Those Who Leave and Those Who Stay by Elena Ferrante tr. Ann Goldstein #FerranteFever

Those Who StayThis is the third book in Elena Ferrante’s Neapolitan tetralogy about two friends Elena and Lila, growing up in an impoverished neighbourhood of Naples.

It follows on from Book One, My Brilliant Friend and Book Two, The Story of a New Name (click on the titles to read earlier reviews).

Lila has married, had a child, reformed her husband’s business, strayed and finally separated from her husband and moved to another area outside the neighbourhood to live with Enzo, a childhood friend. She gets a job in a sausage factory, working under oppressive conditions that attract the interest of social activists and harsh threats from the ‘fascists’.

“Can you imagine what it means to go in and out of refrigerated rooms at twenty degrees below zero, and get ten lire more an hour – ten lire – for cold compensation? If you imagine this, what do you think you can learn from people who are forced to live like that?”

In Pisa, Elena has remoulded herself, no longer referring or comparing herself to Lila. She observes how people from her type of neighbourhood and class are perceived outside it, among the bourgeois, those raised within the milieu of intellectuals and achievers, those with access to money, social connections, many of whom are gifted with a presence she can only dream of. Elena finishes her university studies and becomes engaged to Pietro, who was raised within that other world; coming from a well-known academic family, he too will become a university professor, teaching and writing academic works like his father.

As she is concluding her studies, Elena writes a fictional story drawn from aspects of her past, though never admitting it is anything but fiction. She gifts the story to Pietro on an impulse, hoping he will read it. He passes the manuscript to his well-connected mother Adele, thus Elena treads the path laid in front of her, towards becoming an author. Adele introduces her to contacts that will result in her first book being published, establishing her career as a writer.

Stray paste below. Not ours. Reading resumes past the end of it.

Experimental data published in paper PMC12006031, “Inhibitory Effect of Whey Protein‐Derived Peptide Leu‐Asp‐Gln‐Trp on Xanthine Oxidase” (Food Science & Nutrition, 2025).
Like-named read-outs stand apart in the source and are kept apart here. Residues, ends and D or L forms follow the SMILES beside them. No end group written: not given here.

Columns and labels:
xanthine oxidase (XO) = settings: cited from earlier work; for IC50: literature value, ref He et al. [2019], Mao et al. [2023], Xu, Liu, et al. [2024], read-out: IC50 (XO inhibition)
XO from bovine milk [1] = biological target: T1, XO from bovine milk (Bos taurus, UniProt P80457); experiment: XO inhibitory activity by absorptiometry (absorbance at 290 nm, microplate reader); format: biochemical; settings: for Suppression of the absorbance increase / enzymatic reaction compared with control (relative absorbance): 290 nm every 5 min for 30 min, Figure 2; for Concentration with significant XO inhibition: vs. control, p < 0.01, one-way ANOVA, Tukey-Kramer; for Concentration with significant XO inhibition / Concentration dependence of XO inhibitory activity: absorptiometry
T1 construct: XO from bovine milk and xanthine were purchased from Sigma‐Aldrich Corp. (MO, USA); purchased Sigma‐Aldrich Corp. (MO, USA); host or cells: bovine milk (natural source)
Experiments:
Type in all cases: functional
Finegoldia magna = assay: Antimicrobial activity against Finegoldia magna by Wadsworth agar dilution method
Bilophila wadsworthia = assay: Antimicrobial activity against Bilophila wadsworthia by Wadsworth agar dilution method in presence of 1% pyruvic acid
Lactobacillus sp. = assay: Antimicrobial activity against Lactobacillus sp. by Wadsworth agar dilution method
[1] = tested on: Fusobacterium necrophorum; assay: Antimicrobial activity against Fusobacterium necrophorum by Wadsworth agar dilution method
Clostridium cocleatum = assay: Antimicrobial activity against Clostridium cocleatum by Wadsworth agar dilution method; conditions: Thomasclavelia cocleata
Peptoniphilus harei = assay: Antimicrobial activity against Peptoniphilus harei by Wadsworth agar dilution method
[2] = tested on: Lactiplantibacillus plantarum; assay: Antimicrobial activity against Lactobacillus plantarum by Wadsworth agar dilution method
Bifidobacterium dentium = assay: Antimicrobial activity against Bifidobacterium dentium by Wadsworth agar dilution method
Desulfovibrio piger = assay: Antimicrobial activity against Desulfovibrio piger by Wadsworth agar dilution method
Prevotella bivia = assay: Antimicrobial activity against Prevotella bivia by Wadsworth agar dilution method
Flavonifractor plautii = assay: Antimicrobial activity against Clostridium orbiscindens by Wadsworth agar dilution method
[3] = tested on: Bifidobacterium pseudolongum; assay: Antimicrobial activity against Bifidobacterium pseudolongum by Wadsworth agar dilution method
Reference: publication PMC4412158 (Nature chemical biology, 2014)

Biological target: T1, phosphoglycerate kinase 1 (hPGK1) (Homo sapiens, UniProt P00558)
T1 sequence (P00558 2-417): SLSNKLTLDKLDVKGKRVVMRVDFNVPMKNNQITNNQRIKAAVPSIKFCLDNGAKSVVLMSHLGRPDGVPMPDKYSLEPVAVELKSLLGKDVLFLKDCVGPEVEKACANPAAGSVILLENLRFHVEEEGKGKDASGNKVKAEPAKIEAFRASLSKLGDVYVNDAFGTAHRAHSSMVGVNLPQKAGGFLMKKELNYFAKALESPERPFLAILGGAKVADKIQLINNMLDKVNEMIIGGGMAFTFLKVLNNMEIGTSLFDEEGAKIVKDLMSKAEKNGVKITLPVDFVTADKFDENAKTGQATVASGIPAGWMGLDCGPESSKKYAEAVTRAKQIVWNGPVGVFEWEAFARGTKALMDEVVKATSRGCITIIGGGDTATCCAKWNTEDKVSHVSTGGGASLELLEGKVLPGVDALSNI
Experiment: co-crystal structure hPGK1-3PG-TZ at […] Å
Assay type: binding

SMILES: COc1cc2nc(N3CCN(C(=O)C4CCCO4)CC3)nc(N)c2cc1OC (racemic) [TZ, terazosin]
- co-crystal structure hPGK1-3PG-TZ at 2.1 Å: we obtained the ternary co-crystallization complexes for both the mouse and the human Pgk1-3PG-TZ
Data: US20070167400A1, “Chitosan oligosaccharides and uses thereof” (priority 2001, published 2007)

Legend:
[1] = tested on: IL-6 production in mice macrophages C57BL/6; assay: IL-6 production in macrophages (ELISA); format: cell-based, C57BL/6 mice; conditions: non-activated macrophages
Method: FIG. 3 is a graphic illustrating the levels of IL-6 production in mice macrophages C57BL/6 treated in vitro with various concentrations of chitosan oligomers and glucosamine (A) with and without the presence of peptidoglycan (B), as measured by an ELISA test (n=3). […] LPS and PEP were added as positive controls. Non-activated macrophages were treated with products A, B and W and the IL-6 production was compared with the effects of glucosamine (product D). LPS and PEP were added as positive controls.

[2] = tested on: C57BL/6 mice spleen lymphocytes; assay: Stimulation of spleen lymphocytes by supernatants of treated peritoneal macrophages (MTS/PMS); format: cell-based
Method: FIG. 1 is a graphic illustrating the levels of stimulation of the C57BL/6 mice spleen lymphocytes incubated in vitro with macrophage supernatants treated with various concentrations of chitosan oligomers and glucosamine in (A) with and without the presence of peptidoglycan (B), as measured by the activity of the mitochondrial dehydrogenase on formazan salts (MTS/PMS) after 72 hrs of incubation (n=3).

“I spoke of the necessity of recounting frankly every human experience, including – I said emphatically – what seems unsayable and what we do not speak of even to ourselves.”

Though Elena does her best to avoid it, Pietro finally meets her family and though he insists on a civil ceremony for their marriage, a decision that stuns and terribly disappoints her mother, he wishes to do the traditional thing by asking her father for her hand. Her father is calm and accepting, however her mother’s thoughts insist on an airing and she lectures the young professor unabashedly.

  “When at last she was silent, he said that he knew very well how precious I was and that he was grateful to her for having brought me up as I was.”

Through marriage, Elena succeeds in elevating herself above her roots, though finds herself stranded in not quite belonging to either her future role or her past. They are like roles she assumes outside herself, taking care not to stand out when she returns to the neighbourhood and paying attention to how she should behave in her new role as the wife of a professor.

“As soon as I got off the train, I moved cautiously in the places where I had grown up, always careful to speak in dialect, as if to indicate I am one of yours, don’t hurt me.”

However, marrying the young professor, writing the story that turns into a successful novel, moving to Florence and becoming a mother leave her little time to play any other role than that of housewife.

Lila leaves the neighbourhood, escaping her marriage and taking on a job in a sausage factory owned by a friend of Nino Sarratore, whom the girls met one summer. Her job leaves her little time to spend with her son. Unwillingly, she becomes connected with worker’s rights activists and discovers the dirty arm of the neighbourhood loan sharks who are leaning on her employer, while continuing to try to lure her back into their realm.

Lila and Elena’s worlds drift further apart and although they are aware of the need to share with the other, they each possess the instinct to soldier on without admitting their struggle or need for support or encouragement. Elena will receive both her mother-in-law and her mother at different times so that she can write and Lila will return to the neighbourhood to ease her difficulties. Both have opportunities within their reach, yet both are susceptible to self-destruction.